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How Kris Blanks rallied from T38 to win 2014 Chitimacha

5 Min Read


    Written by Preston Smith @WebDotComTour

    In late March 2014, Kris Blanks had a morning tee time for the final round of the Chitimacha Louisiana Open. Beginning the day T38, seven shots off the lead, the Georgia native was just looking to string together some birdies and creep into the top-25. By day’s end, Blanks had carded a 62 to reach a playoff and sunk a birdie on the third playoff hole to win.

    The week began not in Lafayette, Louisiana, but in San Antonio, Texas. Blanks had met up with his best friend (and caddie) in Houston and driven over to San Antonio for the PGA TOUR’s Valero Texas Open. Come to find out on arrival, Blanks wasn’t in the field yet. He was the third alternate. So he played a Tuesday practice round at TPC San Antonio, and by Tuesday evening was the second alternate.

    After not competing for over six months and itching to play competitively coming off a shoulder injury, Blanks had a decision to make. He was dual-committed and in the field at the Chitimacha Louisiana Open.

    “I told my caddie that if we don’t get in the field by the time we wake up tomorrow (Wednesday), we’re going to drive to Louisiana,” said Blanks. “He was worried about us not playing a practice round. I didn’t care. I needed to play in something and get the competitive juices going.”

    Sure enough, he woke up and decided around noon to drive over to Lafayette, a six-hour drive. He got to the course before dusk, but the only thing he had time to do was to go to the putting green.

    (Blanks ended as first alternate for the Valero Texas Open and would not have gained entry.)

    His first round started rather uneventfully. Beginning on the back nine, he was a couple under at the turn until the par-5 seventh.

    “I hadn’t played there in five years; I remember I was hitting last in my group at the seventh and the two guys that I was playing with hit hybrids off of the tee,” said Blanks. “I didn’t even notice. I hit driver because it was a par-5; that’s just what you do. Of course I had forgotten there was a pond right over the bunkers.”

    Blanks made a triple bogey on the hole, an abrupt halt to his early success. He scratched out one more birdie to get back to an even-par 71 after the first round and rebounded with a 66 on Friday to make the cut. Another even-par 71 on Saturday led to a T38 position entering the final round.

    “I was hitting the ball really well, hitting it really close. I just couldn’t make anything,” said Blanks. “I actually showed up with four putters in my bag. Each round, I used a different putter. By the final round, I was so frustrated with my putting that I just grabbed the one that I hadn’t used yet and decided to give it a shot.”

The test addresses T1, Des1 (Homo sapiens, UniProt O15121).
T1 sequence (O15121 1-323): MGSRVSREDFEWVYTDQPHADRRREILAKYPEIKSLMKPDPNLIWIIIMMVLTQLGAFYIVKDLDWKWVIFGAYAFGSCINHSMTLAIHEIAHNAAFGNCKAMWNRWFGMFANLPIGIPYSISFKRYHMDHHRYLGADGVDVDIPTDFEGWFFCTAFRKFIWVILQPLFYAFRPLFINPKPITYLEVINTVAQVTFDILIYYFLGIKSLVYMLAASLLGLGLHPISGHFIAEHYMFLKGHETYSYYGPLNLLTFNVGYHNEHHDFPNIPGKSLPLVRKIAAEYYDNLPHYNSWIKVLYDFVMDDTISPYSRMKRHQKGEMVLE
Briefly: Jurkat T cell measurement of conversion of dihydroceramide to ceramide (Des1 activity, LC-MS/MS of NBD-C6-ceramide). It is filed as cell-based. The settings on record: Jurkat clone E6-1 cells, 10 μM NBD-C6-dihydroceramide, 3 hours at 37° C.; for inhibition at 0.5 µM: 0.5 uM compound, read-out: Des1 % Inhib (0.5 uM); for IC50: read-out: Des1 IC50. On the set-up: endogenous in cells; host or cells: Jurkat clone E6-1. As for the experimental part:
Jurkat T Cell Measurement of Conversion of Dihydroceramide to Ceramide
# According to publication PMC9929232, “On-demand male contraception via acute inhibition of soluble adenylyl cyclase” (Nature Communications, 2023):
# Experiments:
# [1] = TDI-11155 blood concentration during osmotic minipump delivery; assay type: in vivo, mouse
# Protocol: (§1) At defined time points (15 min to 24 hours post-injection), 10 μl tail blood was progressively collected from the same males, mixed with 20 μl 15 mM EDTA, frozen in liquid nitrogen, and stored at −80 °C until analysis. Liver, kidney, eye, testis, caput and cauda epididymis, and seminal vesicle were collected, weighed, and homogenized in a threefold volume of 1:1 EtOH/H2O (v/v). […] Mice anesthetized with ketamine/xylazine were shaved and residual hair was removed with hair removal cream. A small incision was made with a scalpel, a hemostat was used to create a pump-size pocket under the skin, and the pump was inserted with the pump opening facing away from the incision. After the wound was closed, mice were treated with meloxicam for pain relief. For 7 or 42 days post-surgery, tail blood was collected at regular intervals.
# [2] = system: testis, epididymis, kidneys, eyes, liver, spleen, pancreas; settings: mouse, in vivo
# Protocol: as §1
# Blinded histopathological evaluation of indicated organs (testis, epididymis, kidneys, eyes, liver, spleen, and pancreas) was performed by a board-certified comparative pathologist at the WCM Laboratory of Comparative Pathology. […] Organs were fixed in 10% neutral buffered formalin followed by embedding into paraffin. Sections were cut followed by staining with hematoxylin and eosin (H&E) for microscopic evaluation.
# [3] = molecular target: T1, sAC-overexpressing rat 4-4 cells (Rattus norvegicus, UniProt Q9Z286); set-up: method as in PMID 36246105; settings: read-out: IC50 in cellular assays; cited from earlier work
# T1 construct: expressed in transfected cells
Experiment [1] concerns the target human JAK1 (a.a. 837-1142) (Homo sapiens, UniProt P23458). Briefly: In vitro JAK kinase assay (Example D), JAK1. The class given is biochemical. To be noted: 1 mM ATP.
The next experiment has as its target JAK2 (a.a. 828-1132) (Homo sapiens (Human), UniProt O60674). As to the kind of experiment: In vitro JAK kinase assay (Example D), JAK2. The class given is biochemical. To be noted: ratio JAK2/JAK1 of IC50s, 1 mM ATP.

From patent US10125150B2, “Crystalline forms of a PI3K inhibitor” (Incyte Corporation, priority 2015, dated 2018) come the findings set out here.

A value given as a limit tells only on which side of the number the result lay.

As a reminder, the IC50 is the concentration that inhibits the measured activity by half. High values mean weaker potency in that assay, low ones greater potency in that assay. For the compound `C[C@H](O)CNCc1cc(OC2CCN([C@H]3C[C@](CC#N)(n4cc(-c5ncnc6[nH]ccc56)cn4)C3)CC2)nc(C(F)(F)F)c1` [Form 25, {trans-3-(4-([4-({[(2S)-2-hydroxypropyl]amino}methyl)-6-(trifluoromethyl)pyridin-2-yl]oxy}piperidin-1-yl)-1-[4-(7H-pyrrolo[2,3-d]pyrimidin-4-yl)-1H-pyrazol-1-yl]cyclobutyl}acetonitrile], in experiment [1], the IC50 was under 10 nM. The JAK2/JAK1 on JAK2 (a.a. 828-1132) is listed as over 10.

On Sunday, Blanks started birdie-birdie and then hit his best shot of the week at the par-3 third.

    “I hit the most beautiful 4-iron anyone has ever hit,” said Blanks. “It was a really good par-3 and they had the pin all of the way back. I couldn’t have drawn up the shot any better in my head. It rolled 2 feet past the hole.”

    “I missed it. I couldn’t believe I missed the putt. It was just the perfect example of how the week had been going.”

    After settling for a par at the third, Blanks posted birdies at Nos. 6, 7 and 8 to reach 5-under at the turn. He added back-to-back birdies at Nos. 12 and 13 and again at Nos. 16 and 17, finally allowing Blanks to think about a top-10 or even a top-five finish.

    “The leaders hadn’t even shown up to the golf course yet when I was making my run,” said Blanks. “I distinctly remember that Nos. 2 and 17 ran right next to each other. The leaders were on No. 2 when I was on 17. I made a 25-footer on 17 to take a one-shot lead at the time.”

    “I still thought I had no chance. Especially when I parred the last hole. I knew I had locked up a top-10 finish, but I thought there was no way that score was going to hold. I went to the Truck to see (Jeff) Goose (Thomas) and Tommie (Sheridan) and the operations guys, and went to grab a beer, and they wouldn’t let me. They said you can’t have a drink until you’re a few shots back off the lead.”

    Blanks thought it would only be a matter of time until someone separated, but no one ever did.

    “I sat on the Truck for hours; it was the longest I’ve ever been on the Truck without a drink,” said Blanks. “I had already checked out of my hotel, so I had nowhere to go. At least March Madness was on.”

    After the long day, it ended up being Blanks and Brett Stegmaier in a playoff at 14-under.

    “I thought I wasn’t going to be filmed, so I had worn tennis shoes that day because my feet were killing me,” said Blanks. “That was my first thought when I went to a playoff, everyone was going to see me in my tennis shoes.”

    “We both parred the first playoff hole, and I got on the tee of the second playoff hole and my caddie leaned over to me and said, ‘You better not lose to this guy. He’s a Gator.’ I looked down at his bag and sure enough there was a big Florida Gator. I’m a huge Florida State fan. I knew I’d never hear the end of it if I lost.”

    After another par at the second playoff hole, Blanks sunk an 8-foot birdie on the third extra hole for the unlikely win.

    “After all of my champion duties were done, I finally got to drink that beer on the Truck,” said Blanks. “And I will never forget, I celebrated with dinner at Taco Bell after it was all over.”

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